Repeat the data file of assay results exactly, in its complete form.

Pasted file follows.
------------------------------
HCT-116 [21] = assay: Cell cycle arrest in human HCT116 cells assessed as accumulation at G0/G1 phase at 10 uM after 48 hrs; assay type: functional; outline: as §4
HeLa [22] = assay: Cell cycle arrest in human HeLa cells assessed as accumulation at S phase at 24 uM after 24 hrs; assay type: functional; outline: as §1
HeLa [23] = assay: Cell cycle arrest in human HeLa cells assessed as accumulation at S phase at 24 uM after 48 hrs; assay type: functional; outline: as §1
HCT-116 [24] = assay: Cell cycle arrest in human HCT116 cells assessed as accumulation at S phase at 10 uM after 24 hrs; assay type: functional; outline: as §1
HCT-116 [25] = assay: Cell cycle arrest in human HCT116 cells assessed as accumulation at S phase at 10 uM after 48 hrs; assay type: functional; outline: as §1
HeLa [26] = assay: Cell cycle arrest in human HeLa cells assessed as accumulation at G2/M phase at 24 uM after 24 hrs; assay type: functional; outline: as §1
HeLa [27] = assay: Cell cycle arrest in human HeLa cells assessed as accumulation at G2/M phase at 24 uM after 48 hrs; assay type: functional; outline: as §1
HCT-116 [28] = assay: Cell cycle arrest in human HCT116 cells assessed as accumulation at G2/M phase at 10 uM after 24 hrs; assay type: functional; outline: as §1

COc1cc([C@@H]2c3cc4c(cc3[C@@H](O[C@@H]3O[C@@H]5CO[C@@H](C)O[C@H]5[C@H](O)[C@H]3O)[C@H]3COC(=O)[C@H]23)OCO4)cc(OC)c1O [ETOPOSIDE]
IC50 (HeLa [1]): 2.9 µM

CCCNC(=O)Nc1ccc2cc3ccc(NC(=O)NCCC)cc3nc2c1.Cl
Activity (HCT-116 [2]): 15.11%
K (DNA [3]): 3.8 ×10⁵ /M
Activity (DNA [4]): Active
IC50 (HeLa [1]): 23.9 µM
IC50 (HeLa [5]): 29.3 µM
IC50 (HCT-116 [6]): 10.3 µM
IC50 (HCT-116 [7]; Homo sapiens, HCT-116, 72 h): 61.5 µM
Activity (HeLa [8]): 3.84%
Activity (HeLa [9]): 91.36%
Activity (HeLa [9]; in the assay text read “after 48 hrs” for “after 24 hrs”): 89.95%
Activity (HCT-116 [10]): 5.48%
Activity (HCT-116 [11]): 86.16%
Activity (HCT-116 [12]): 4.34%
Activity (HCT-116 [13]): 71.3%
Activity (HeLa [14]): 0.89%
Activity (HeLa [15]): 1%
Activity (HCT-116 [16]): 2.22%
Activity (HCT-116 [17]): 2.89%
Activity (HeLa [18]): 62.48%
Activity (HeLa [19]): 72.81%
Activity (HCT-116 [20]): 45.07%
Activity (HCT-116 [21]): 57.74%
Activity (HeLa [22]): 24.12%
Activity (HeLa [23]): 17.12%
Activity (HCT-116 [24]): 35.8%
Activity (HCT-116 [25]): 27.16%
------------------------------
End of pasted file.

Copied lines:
HCT-116 [21] = assay: Cell cycle arrest in human HCT116 cells assessed as accumulation at G0/G1 phase at 10 uM after 48 hrs; assay type: functional; outline: as §4
HeLa [22] = assay: Cell cycle arrest in human HeLa cells assessed as accumulation at S phase at 24 uM after 24 hrs; assay type: functional; outline: as §1
HeLa [23] = assay: Cell cycle arrest in human HeLa cells assessed as accumulation at S phase at 24 uM after 48 hrs; assay type: functional; outline: as §1
HCT-116 [24] = assay: Cell cycle arrest in human HCT116 cells assessed as accumulation at S phase at 10 uM after 24 hrs; assay type: functional; outline: as §1
HCT-116 [25] = assay: Cell cycle arrest in human HCT116 cells assessed as accumulation at S phase at 10 uM after 48 hrs; assay type: functional; outline: as §1
HeLa [26] = assay: Cell cycle arrest in human HeLa cells assessed as accumulation at G2/M phase at 24 uM after 24 hrs; assay type: functional; outline: as §1
HeLa [27] = assay: Cell cycle arrest in human HeLa cells assessed as accumulation at G2/M phase at 24 uM after 48 hrs; assay type: functional; outline: as §1
HCT-116 [28] = assay: Cell cycle arrest in human HCT116 cells assessed as accumulation at G2/M phase at 10 uM after 24 hrs; assay type: functional; outline: as §1

COc1cc([C@@H]2c3cc4c(cc3[C@@H](O[C@@H]3O[C@@H]5CO[C@@H](C)O[C@H]5[C@H](O)[C@H]3O)[C@H]3COC(=O)[C@H]23)OCO4)cc(OC)c1O [ETOPOSIDE]
IC50 (HeLa [1]): 2.9 µM

CCCNC(=O)Nc1ccc2cc3ccc(NC(=O)NCCC)cc3nc2c1.Cl
Activity (HCT-116 [2]): 15.11%
K (DNA [3]): 3.8 ×10⁵ /M
Activity (DNA [4]): Active
IC50 (HeLa [1]): 23.9 µM
IC50 (HeLa [5]): 29.3 µM
IC50 (HCT-116 [6]): 10.3 µM
IC50 (HCT-116 [7]; Homo sapiens, HCT-116, 72 h): 61.5 µM
Activity (HeLa [8]): 3.84%
Activity (HeLa [9]): 91.36%
Activity (HeLa [9]; in the assay text read “after 48 hrs” for “after 24 hrs”): 89.95%
Activity (HCT-116 [10]): 5.48%
Activity (HCT-116 [11]): 86.16%
Activity (HCT-116 [12]): 4.34%
Activity (HCT-116 [13]): 71.3%
Activity (HeLa [14]): 0.89%
Activity (HeLa [15]): 1%
Activity (HCT-116 [16]): 2.22%
Activity (HCT-116 [17]): 2.89%
Activity (HeLa [18]): 62.48%
Activity (HeLa [19]): 72.81%
Activity (HCT-116 [20]): 45.07%
Activity (HCT-116 [21]): 57.74%
Activity (HeLa [22]): 24.12%
Activity (HeLa [23]): 17.12%
Activity (HCT-116 [24]): 35.8%
Activity (HCT-116 [25]): 27.16%